I’ve long wondered what makes entrepreneurs tick. What clockworks empower them to recognize opportunities, motivate them to succeed and enable them to endure risk? It’s a curiosity that’s yet to be satisfied after 20 years of interviewing entrepreneurs and reporting on their ventures.
Entrepreneurs are no more similar than snowflakes. Individuality constitutes one of the notable attributes of entrepreneurs, in fact. Generally speaking, though, are entrepreneurs born or made? Do their inherited natures or the ways in which they’re nurtured affect the choices they make in life and, ultimately, the results? Or is it both?
It’s not only an interesting question, but also an important one given the essential roles of entrepreneurism and innovation in driving the economy, creating jobs and improving lives. Moreover, the matter is academic in determining how best to promote entrepreneurism through education — at least to the extent that’s possible.
The debate has raged for ages, perhaps since entrepreneurs invented the wheel. The debate has changed in recent years, however, as research has identified what could be various biological contributors to entrepreneurism. Consider these three:
Scott Shane, a professor of entrepreneurial studies at Case Western Reserve and author of “Born Entrepreneurs, Born Leaders,” cites research that suggests genetic characteristics influence not only the ability to recognize opportunities and start businesses, but also how much money a person earns. It could be one reason the children of entrepreneurs become entrepreneurs themselves.
Daniel Leiberman and Michael Long, authors of “The Molecule of More,” attribute entrepreneurism in part to dopamine. That’s the chemical in the brain that triggers a pleasurable response when people encounter something new, unusual or potentially useful — or make connections previously deemed unrelated. Thanks again to genetics, entrepreneurs possess “dopaminergic minds” that make them more creative and enable them to channel their energies toward goals.
Researchers at the University of Colorado at Boulder found that people infected by what could be dubbed an “entrepreneurial bug” were more likely to start their own businesses and engage in activities involving higher risks and higher rewards. The prevalence of the parasitic microbe Toxoplasma gondii estimated to infect 2 billion people worldwide proved a consistent predictor of entrepreneurial activity. The parasite is believed, by the way, to reduce the fear of failure.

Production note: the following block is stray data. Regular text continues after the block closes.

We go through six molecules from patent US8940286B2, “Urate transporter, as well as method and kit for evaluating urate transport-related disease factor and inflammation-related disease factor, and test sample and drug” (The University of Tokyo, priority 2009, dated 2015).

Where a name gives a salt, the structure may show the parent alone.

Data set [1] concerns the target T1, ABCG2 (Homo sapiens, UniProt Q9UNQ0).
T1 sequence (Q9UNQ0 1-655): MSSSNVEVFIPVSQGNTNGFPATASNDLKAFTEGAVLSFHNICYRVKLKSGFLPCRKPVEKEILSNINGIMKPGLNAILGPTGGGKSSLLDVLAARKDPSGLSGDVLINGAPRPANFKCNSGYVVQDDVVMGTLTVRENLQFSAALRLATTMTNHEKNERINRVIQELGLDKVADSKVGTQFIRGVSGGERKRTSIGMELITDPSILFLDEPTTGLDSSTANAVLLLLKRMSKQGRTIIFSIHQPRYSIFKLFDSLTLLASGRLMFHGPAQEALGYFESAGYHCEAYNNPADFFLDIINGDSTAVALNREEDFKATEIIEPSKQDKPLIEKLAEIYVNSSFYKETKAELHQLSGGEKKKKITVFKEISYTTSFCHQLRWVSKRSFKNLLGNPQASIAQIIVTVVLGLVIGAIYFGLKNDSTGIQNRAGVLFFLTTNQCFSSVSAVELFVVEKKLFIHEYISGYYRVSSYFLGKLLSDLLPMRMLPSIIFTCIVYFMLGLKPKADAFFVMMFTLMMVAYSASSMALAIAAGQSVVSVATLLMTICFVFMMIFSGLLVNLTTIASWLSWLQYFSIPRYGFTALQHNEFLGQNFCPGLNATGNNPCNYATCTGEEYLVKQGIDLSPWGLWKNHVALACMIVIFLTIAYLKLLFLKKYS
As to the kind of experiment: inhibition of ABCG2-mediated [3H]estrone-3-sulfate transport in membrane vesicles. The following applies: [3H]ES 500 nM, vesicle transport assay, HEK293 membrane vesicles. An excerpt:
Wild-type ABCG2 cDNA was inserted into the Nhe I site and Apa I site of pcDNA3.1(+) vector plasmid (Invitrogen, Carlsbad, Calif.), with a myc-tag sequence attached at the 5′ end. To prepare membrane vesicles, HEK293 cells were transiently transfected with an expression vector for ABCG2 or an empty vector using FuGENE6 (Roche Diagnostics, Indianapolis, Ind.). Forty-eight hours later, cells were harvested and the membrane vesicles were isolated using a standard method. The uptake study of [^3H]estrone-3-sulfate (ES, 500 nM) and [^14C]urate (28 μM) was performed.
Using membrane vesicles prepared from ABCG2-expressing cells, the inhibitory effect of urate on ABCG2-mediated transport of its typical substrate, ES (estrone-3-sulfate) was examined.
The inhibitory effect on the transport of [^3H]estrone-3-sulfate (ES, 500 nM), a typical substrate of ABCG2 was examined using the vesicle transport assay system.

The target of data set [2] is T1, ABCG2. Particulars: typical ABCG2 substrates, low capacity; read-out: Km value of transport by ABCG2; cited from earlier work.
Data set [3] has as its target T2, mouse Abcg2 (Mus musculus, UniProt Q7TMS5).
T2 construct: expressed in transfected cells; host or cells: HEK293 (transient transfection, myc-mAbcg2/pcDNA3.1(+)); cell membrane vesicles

The research begs some questions: Are people simply the sum of their genes, destined at birth to either work in the mailroom or the boardroom? Or do the lessons people learn and experiences they gain count for more than biology?
Adherents on both sides of the nature vs. nurture debate suggest there’s likely an interaction of heredity and environment.
It’s easy to argue tall people are more likely to succeed in the NBA than short people. That’s a function of genetics and the game. But not all people who’re tall also play in the NBA. Even some who do aren’t successful. That’s a function of not only talent, but also practice and passion.
Composer Wolfgang Mozart was a child prodigy. But would Mozart have become Mozart were it not for the efforts of his father, a musician, composer and teacher who sacrificed his own career to promote his son’s?
Not all entrepreneurs start out as entrepreneurs. Many, in fact, don’t start their own ventures until they’ve worked for someone else. They develop expertise over time and realize through their experiences there could be ways to provide better products or services or do so faster or cheaper. Some people become entrepreneurs after they’ve lost their jobs and either sizable chips form on their shoulders or necessity gives birth to invention.
Perhaps entrepreneurs are just naturally more sensitive to recognizing opportunities when they see them and more willing to assume a certain amount of risk if that’s necessary. But entrepreneurship also is the result of processes, whether that’s formal education or on-the-job training.
One way or the other, prosperity still depends on the lopsided proportion inventor Thomas Edison famously described as 1 percent inspiration and 99 percent perspiration. The most accomplished athletes, musicians and entrepreneurs are undoubtedly born with physical abilities and talents, but also achieve success in combining education, training and experience with hard work, determination to overcome shortcomings and a genuine passion for their pursuits.
I still don’t know what makes entrepreneurs tick. But I suspect most entrepreneurs are born — and made.
Phil Castle is editor of the Business Times. Reach him at firstname.lastname@example.org or 424-5133.